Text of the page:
Tim McDonnell

Tim McDonnell

Climate Desk Associate Producer

Tim McDonnell joined the Climate Desk after stints at Mother Jones and Sierra magazine, where he nurtured his interest in environmental journalism. Originally from Tucson, Tim loves tortillas and epic walks.

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Meet Alvin, the Climate-Change-Fighting Puppet

| Sat Apr. 27, 2013 6:00 AM EDT

Meet Alvin Sputnik, one of the few surviving humans in a world that's well beyond any scientific predictions for sea level rise. Equipped with a special diving suit, Alvin, a creation of Australian puppeteer Tim Watts, explores the depths, encounters whales, searches for missing loved one, and learns to find happiness in a post-climate-change world. Now in its fourth year of touring the world, Watts recently stopped at New York University to introduce Alvin to an audience of kids, students, and adults; upcoming shows include Philadelphia, Cleveland, and Pinchincha, Ecuador.

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Charts: The Smart Money Is on Renewable Energy

| Mon Apr. 22, 2013 6:08 PM EDT

Fossil fuel cheerleaders take note: Renewable energy ain't going nowhere—and it may prove to be the better bet in the long run.

By 2030, renewables will account for 70 percent of new power supply worldwide, according to projections released today from Bloomberg New Energy Finance. Bloomberg analysts examined gas prices, carbon prices, the dwindling price of green energy technology, and overall energy demand (which, in the US at least, is on a massive decline), and found solar and wind beating fossil fuels like coal and natural gas by 2030.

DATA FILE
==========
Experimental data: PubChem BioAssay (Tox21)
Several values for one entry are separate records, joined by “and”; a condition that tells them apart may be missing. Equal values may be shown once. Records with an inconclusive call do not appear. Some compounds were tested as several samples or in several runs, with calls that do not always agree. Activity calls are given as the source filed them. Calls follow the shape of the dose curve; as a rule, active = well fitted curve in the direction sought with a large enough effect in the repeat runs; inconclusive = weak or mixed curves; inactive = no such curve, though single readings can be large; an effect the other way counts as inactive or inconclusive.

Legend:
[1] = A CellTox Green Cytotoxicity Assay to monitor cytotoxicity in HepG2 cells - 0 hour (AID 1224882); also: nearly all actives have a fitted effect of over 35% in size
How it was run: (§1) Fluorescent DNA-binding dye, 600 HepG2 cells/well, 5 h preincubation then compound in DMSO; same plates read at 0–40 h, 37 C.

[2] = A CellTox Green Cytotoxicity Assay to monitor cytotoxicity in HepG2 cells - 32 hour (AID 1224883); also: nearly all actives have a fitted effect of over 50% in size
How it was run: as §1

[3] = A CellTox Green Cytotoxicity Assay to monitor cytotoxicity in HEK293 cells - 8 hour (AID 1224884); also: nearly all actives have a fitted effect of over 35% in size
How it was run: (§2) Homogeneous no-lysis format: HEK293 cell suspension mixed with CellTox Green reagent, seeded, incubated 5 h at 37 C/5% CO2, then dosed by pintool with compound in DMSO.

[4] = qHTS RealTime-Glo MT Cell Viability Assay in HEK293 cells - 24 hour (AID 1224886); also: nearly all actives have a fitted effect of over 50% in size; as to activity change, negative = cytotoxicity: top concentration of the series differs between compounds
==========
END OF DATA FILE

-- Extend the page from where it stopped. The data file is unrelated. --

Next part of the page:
The chart below shows annual installations of new power sources, in gigawatts; over time, more and more of the new energy supply being built each year comes from renewable sources (like wind turbines and solar panels), by 2030 representing $630 billion worth of investment, while new fossil fuel sources (like coal- or gas-burning power plants) become increasingly rare.

BNEF new
Courtesy BNEF

The effect of this projected growth, BNEF CEO Michael Liebreich told Climate Desk at a gathering of clean energy investors today in New York, is that damage to the climate from the electricity sector is likely to taper off even as worldwide electricity use grows. "I believe we're in a phase of change where renewables are going to take the sting out of growth in energy demand," he said.

The First—And Last—Hearing on Keystone XL Environmental Impact

| Thu Apr. 18, 2013 6:34 PM EDT
Jane Kleeb of anti-pipeline group Bold Nebraska

State Department officials trekked to Grand Island, Nebraska today to hear statements from ranchers, geologists, construction workers, oil executives, and a colorful cast of other characters in the only public hearing on the Department's latest Environmental Impact Statement for the Keystone XL pipeline.

Speakers for and against the pipeline began lining up at 7 a.m. amid frigid cold and snow for a chance to get three minutes on the soapbox at the Heartland Events Center. There was the blustering, hoarse representative of the local Cowboy-Indian Alliance who exhorted Transcanada to "ship your toxic crap to Asia and India" instead of the US; the moody, varsity jacket-wearing teenager who recited an angst-ridden poetic diatribe against the pipeline ("The earth shudders beneath our feet / we are tectonic"); the welder with Pipeliners Local 798 who argued that moving oil through a pipeline was "greener" than using trucks or trains; and the members of a local Sioux tribe who sang prayer songs into the record.